“Tear line,” used in encrypted NSA emails that contained information acquired by the NSA’s ~2001 to ~2011 bulk internet and telephony surveillance (technically possible but considered unethical in the 1990’s but then authorized by the Bush administration on 04 Oct 2001 as what became the “President’s Surveillance Program,” later “Stellar Wind”). The NSA’s Inspector General wrote in a draft 2009 report that at first the NSA merely responded to FBI and CIA questions by emailing answers that used PSP-obtained information but didn’t say where they’d learned it, and thus the program was “hidden in plain sight.” Later, the FBI and CIA wondered where this information was coming from, so the NSA used a so-called “tear line” to send bulk-surveillance info and “sanitized” info in the same email.
Why only the FBI and CIA are mentioned in this NSA report, over and over, is unclear to me because the US has more such agencies than that. The Office of the Director of National Intelligence’s website currently lists 17 “agencies and organizations,” for example, and those appear to be umbrella organizations as well. During the Bush administration attempts were made by powerful bureaucrats such as Donald Rumsfeld to move intelligence work away from the CIA to the Pentagon. What was created at Defense and how did it morph as the years passed? How was it outsourced beyond government into private contractor companies? And what about “public-private” combinations such as the industry-funded INSA (Intelligence and National Security Alliance), “one of the only business associations in Washington that include current government officials on their board of directors” according to Tim Shorrock in Spies for Hire: The Secret World of Intelligence Outsourcing (2008).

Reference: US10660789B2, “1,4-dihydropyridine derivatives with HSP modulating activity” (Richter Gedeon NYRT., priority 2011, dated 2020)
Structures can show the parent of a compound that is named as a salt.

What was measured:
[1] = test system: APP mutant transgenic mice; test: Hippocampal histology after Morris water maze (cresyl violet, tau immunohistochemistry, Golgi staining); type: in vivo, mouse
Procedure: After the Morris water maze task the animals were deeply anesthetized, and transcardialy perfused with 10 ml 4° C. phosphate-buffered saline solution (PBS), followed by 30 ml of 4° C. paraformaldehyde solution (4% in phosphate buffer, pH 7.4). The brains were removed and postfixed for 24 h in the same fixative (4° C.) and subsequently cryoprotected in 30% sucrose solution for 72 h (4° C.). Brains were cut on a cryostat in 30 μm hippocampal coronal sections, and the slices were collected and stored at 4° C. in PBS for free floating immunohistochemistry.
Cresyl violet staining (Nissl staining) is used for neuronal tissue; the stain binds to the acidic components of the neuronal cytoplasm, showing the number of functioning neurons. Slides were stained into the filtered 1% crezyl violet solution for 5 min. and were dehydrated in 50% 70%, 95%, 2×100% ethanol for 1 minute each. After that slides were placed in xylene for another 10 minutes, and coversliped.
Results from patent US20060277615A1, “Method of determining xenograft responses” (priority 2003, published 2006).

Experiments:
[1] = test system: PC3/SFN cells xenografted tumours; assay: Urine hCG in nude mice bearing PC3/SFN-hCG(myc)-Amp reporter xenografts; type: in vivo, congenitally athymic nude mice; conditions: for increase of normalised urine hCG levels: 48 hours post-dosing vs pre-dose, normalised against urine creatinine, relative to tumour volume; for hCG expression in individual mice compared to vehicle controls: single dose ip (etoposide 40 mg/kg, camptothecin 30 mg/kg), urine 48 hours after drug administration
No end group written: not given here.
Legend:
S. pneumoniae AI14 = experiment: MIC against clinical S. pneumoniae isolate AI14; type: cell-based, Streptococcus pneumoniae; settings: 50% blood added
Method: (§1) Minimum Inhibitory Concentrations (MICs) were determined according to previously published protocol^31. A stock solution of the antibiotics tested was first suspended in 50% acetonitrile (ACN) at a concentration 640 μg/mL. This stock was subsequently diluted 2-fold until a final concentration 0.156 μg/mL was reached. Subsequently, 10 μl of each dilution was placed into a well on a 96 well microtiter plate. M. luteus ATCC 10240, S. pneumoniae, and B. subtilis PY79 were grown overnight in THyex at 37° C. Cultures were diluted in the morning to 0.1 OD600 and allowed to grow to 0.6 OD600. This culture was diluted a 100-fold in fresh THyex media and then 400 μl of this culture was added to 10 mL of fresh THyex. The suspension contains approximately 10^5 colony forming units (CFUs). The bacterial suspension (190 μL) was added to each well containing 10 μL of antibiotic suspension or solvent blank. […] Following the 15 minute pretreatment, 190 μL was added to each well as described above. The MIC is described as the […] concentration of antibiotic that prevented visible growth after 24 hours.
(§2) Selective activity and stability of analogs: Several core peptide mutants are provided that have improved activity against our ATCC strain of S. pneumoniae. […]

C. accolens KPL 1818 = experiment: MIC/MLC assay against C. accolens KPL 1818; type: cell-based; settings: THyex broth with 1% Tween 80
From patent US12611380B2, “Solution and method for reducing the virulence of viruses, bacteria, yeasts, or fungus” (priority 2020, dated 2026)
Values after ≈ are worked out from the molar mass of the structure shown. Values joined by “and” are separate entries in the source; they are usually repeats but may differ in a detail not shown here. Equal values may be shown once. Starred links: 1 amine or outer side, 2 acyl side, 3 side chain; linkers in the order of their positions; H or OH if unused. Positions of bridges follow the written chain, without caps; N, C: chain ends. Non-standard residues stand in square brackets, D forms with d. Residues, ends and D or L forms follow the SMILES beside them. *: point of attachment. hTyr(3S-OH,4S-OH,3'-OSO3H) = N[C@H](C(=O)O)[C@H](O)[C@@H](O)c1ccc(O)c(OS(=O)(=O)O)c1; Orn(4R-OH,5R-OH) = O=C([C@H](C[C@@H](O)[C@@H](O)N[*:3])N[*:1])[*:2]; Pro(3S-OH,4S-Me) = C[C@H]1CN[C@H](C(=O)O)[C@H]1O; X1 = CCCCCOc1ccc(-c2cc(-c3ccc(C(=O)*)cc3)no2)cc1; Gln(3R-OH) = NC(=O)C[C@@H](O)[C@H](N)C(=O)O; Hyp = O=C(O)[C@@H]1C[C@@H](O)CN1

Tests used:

(Ob riss LIEN ee eh.)